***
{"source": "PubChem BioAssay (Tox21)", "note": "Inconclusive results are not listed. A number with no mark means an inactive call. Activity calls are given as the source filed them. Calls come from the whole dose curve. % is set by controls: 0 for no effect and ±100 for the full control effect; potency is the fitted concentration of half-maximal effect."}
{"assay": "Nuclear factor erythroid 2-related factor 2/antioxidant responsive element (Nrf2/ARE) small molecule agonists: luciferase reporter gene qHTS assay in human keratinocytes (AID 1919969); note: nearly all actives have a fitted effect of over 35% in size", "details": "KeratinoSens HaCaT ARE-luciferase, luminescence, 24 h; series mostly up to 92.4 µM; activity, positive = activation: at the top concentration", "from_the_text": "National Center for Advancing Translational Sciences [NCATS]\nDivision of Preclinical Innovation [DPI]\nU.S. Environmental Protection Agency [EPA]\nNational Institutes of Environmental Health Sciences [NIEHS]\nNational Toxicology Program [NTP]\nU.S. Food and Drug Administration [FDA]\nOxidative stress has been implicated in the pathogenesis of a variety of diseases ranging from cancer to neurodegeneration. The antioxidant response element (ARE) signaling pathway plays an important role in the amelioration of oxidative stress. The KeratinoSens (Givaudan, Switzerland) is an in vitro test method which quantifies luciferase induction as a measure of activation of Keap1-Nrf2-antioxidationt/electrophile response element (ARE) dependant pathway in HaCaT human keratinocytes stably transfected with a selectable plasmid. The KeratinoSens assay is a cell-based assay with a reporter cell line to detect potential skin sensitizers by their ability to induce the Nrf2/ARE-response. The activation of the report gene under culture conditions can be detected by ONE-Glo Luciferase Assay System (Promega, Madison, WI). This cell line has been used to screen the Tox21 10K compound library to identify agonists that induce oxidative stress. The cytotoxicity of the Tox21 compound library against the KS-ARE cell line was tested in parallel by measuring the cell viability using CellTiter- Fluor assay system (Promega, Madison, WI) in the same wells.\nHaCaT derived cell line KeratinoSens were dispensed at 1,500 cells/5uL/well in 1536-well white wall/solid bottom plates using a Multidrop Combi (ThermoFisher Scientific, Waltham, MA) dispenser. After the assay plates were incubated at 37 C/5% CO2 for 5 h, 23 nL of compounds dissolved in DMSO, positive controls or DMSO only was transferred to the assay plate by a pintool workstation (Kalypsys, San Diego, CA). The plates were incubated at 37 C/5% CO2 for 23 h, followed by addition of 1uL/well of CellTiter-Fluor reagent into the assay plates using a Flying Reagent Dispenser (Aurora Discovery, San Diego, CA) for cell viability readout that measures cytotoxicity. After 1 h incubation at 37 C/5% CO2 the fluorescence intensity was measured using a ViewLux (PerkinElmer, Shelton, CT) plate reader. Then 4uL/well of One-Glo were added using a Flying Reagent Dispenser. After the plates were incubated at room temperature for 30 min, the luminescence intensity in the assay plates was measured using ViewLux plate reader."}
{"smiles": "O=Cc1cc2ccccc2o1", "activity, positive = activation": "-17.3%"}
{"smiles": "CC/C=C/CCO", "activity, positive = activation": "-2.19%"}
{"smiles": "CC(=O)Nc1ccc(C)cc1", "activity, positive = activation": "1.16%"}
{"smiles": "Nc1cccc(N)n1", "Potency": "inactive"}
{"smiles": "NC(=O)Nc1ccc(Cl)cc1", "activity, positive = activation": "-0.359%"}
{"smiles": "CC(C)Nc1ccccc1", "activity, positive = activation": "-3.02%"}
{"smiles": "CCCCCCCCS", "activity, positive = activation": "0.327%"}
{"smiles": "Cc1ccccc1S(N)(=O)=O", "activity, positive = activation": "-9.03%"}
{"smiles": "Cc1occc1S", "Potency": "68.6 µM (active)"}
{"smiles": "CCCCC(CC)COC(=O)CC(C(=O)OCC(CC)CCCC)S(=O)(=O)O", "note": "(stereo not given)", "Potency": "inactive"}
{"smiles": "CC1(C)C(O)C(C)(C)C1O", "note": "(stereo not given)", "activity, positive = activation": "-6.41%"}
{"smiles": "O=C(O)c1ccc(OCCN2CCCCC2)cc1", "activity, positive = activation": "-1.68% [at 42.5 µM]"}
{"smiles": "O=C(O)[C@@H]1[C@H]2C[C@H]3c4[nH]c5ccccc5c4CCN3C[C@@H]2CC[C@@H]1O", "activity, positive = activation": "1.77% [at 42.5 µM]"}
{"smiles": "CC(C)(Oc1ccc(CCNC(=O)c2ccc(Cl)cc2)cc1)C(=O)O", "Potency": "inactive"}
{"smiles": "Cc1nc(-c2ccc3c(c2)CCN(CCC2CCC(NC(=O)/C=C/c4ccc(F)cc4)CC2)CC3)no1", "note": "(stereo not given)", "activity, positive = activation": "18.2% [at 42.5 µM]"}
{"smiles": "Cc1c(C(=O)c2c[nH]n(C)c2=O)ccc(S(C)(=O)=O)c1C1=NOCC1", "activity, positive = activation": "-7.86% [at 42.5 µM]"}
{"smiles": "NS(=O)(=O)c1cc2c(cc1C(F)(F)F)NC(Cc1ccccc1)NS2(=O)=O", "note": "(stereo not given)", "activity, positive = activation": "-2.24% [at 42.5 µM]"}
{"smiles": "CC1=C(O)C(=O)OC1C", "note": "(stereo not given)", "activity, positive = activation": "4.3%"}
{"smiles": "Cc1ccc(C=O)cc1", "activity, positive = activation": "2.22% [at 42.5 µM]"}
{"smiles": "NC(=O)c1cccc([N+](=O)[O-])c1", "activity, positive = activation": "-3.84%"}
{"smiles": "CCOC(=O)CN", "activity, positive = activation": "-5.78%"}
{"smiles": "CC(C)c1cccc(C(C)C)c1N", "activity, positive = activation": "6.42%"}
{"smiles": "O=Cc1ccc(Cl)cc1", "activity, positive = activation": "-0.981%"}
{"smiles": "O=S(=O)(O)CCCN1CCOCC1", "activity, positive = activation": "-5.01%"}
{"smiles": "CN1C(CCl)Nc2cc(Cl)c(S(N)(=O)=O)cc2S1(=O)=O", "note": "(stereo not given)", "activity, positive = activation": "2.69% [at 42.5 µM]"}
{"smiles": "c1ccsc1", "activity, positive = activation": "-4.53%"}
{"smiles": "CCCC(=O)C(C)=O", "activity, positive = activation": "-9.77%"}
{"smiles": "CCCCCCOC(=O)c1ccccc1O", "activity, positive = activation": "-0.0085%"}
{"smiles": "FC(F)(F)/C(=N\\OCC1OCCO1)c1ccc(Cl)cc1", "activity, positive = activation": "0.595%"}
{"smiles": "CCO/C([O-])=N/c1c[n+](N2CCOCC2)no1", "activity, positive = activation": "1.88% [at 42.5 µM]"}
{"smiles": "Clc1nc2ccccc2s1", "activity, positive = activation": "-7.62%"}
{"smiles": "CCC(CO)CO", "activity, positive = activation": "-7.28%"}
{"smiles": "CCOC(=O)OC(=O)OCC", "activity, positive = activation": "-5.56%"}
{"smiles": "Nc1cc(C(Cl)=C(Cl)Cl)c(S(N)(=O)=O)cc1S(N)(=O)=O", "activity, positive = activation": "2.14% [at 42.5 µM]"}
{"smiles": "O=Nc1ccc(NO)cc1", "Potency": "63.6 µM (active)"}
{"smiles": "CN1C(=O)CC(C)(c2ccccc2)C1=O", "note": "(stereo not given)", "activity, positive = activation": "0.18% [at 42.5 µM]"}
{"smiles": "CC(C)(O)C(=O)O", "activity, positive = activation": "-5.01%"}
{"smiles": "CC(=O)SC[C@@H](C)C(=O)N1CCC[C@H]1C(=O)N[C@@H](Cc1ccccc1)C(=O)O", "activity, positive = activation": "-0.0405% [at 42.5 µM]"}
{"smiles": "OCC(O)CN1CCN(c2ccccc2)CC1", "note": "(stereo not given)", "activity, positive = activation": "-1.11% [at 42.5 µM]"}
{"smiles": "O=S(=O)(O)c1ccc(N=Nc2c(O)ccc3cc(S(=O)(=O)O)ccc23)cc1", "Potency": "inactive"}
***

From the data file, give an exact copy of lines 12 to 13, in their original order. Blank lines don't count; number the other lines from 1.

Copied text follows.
{"smiles": "CCCCC(CC)COC(=O)CC(C(=O)OCC(CC)CCCC)S(=O)(=O)O", "note": "(stereo not given)", "Potency": "inactive"}
{"smiles": "CC1(C)C(O)C(C)(C)C1O", "note": "(stereo not given)", "activity, positive = activation": "-6.41%"}